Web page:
Editor’s Note: Most bond returns are negative year to date, so you may want to consider avoiding certain long-term bond investments. However, as Alexander Green mentions in today’s article, convertible bonds have a promising future.
And Chief Income Strategist Marc Lichtenfeld couldn’t agree more.
According to Marc, a convertible bond is an explosive, market-beating investment that performs like a refundable stock.
This hybrid asset gives investors the option to either collect interest as they hold until maturity… or convert the bond into a predetermined number of shares at a predetermined price.
You could see 10X gains in five years… and if not, at least collect significant interest for your troubles and walk away with a profit.
Why keep taking risks in today’s volatile market?
– Madeline St.Clair, Assistant Managing Editor
With inflation climbing to the highest levels in decades last year, I argued at our Private Wealth Seminar in Colorado Springs that the historic 40-year bull market in bonds is over.
At the reception afterward, an attendee pulled me aside to ask for clarification.
“Bonds are issued with a face value of $1,000,” he said. “They pay interest twice a year – and you get your $1,000 back at maturity. So what the heck is a bull or bear market in bonds?”
The fact that an experienced investor asked this question is telling.
No one would have asked it in 1981, when bond prices had headed straight south for years.
But I’m getting ahead of myself. Let’s start with the basics…
Barring a default, bonds are issued and redeemed at $1,000 each.
But most investors do not buy bonds when they are issued. Nor do they ordinarily hold them to maturity.
Rather most fixed income investors – and their fund managers – buy and sell them in the aftermarket.
Since bonds pay a fixed rate of interest, their values decline when rates go up. (Since newly issued bonds yield more.)
Conversely, the market values of investment-grade bonds increase when rates decline.
If this didn’t happen, there would be no liquidity in bonds.
After all, no informed investor would voluntarily buy a similarly rated debt instrument that yields less than the prevailing rate of interest.
The chart below is instructive.
Interest rates went straight up during the hyperinflationary late ’70s and early ’80s.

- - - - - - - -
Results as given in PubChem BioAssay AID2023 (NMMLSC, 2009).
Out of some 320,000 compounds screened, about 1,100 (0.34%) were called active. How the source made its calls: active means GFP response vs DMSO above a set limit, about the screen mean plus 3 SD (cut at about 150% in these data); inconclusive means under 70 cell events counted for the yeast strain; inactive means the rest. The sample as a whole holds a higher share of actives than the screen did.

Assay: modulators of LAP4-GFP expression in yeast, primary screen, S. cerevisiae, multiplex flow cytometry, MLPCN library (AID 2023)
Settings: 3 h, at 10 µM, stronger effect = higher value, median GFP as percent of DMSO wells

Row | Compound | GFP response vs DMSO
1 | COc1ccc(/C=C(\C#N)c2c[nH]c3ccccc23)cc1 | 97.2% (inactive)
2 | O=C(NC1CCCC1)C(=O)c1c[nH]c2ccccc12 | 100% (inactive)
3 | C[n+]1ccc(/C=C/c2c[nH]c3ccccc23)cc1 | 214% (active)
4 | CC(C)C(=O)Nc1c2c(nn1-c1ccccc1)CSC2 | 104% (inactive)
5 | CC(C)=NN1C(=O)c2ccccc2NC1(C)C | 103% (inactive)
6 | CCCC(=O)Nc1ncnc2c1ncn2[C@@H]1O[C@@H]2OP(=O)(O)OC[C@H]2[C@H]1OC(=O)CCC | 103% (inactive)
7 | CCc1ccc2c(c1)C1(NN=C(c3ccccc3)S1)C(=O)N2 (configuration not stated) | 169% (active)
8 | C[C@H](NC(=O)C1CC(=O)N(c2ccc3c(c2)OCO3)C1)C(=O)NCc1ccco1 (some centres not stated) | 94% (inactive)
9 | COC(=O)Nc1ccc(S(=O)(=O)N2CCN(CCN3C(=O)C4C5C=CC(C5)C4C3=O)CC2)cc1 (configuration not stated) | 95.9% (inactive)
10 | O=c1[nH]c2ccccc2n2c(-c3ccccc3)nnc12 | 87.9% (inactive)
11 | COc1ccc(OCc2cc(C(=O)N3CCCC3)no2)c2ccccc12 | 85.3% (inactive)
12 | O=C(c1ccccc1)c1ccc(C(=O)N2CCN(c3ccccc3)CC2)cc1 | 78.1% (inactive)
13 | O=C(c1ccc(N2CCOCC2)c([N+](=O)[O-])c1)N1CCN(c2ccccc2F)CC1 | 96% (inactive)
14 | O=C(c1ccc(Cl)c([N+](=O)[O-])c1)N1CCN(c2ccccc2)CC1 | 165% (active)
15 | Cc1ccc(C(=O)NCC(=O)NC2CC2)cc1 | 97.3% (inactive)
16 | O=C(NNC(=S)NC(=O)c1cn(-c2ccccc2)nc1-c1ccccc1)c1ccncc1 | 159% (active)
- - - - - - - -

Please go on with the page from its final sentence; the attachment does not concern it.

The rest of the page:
Interest rates didn’t peak until June 1981, when Federal Reserve Chairman Paul Volcker took the federal funds rate to 20%.
The prime rate rose to 21.5%. (And the 30-year Treasury bond peaked at 15.2% that October.)
Although there have been fluctuations along the way, interest rates and inflation have generally trended lower for 40 years. That generated the long-running bull market in bonds, where investors could generally sell their bonds at a premium to the purchase price.
However, the tide finally began receding last year.
As a result of massive fiscal stimulus, super-easy monetary policies, the Great Snarl in the global supply chain (due to the pandemic), and sharply rising energy prices (as a result of overregulation, underinvestment and the war in Ukraine), we now have the highest inflation in four decades.
I don’t believe we’re headed into another hyperinflationary period.
However, barring a recession or some other adverse event, we will almost certainly see much higher interest rates in 2022 and 2023.
As you can see from the chart above, interest rates are already trending higher.
The benchmark 10-year Treasury note now yields 2.3%, the highest level since May 2019. It has broken above its downward sloping trend line that stretches all the way back to the peak in 1981.
The iShares Core U.S. Aggregate Bond ETF (NYSE: AGG) is down 5.8% from the beginning of the year. That’s only slightly less than the 6.3% decline in the S&P 500.
The Federal Reserve has promised multiple increases this year and next.
That’s why most bond returns are negative year to date.
And bond returns will stay low – and perhaps negative – for the foreseeable future.
Does this mean you should abandon bonds altogether?
No, it doesn’t. But it does mean you should make some adjustments.
In particular, long-dated bonds lock holders into a particular fixed rate of interest for several years… or a few decades.
They will perform worse in a rising interest rate environment. So shorten your maturities.
You should also avoid zero-coupon bonds – the worst of the worst in a rising rate environment since they compound at a low fixed rate – and leveraged bond funds.
A leveraged bond fund borrows money short term to buy additional longer-dated issues and enhance the fund’s yields.
This is all well and good as long as rates are flat to lower. But when rates spike higher – as they have recently – look out below.
The same thing will happen to these funds as happens to a margined stock portfolio during a market sell-off.
In fact, investors in leveraged closed-end bond funds will get hit with a triple whammy:
- Bond prices will drop as interest rates rise.
- The net asset value of the fund will plunge because the portfolio is leveraged.
- And the market price will likely drop to a deeper discount to the net asset value as well.
So avoid long maturities, zero-coupon bonds and leveraged bond funds.
In addition to short-term bonds – which are the least negatively impacted by rising rates and allow investors to capture higher yields as they become available – you should also own Treasury Inflation-Protected Securities (TIPS), prime rate funds and convertible bonds.
(A convertible bond is convertible into the common stock of the issuer and can potentially appreciate in value even as interest rates rise.)
I’ll have more to say on each of these types of securities in future columns.
In the meantime, a few things are clear.
Inflation is at historic highs. The Federal Reserve is way behind the curve. And the 40-year bull market in bonds? It’s over.